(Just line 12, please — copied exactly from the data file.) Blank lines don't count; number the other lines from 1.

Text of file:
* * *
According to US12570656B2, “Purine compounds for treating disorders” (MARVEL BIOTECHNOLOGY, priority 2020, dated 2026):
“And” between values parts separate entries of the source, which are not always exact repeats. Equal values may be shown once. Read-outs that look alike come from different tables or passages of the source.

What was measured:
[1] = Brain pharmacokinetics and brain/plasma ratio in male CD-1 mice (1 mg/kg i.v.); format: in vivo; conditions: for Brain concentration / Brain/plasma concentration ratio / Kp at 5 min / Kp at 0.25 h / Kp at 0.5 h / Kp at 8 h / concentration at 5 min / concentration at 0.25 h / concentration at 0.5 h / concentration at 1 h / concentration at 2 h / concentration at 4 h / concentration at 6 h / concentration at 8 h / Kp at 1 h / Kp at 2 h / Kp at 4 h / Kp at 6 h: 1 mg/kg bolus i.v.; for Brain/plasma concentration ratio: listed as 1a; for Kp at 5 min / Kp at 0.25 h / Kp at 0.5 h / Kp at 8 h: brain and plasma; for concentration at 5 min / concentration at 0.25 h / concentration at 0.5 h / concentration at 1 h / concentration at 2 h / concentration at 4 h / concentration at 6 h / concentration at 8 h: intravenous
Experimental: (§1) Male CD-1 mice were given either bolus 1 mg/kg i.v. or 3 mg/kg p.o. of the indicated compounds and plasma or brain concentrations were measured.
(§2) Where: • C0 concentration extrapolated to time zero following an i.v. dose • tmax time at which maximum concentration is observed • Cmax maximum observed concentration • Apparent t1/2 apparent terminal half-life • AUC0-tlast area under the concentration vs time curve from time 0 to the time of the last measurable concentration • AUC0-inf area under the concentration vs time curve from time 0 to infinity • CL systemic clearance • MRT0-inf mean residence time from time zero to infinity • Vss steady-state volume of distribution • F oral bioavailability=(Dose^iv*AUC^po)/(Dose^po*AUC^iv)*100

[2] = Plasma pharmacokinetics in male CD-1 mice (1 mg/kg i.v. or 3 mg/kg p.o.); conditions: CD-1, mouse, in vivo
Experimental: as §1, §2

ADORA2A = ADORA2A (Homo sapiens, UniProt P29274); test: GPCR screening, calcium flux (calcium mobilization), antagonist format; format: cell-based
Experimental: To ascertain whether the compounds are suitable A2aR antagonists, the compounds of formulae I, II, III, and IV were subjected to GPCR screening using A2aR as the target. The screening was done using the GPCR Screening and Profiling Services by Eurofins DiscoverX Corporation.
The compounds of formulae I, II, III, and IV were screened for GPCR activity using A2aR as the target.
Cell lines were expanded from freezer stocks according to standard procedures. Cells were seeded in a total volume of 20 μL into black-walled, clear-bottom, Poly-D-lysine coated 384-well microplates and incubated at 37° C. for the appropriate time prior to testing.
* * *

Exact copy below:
Cell lines were expanded from freezer stocks according to standard procedures. Cells were seeded in a total volume of 20 μL into black-walled, clear-bottom, Poly-D-lysine coated 384-well microplates and incubated at 37° C. for the appropriate time prior to testing.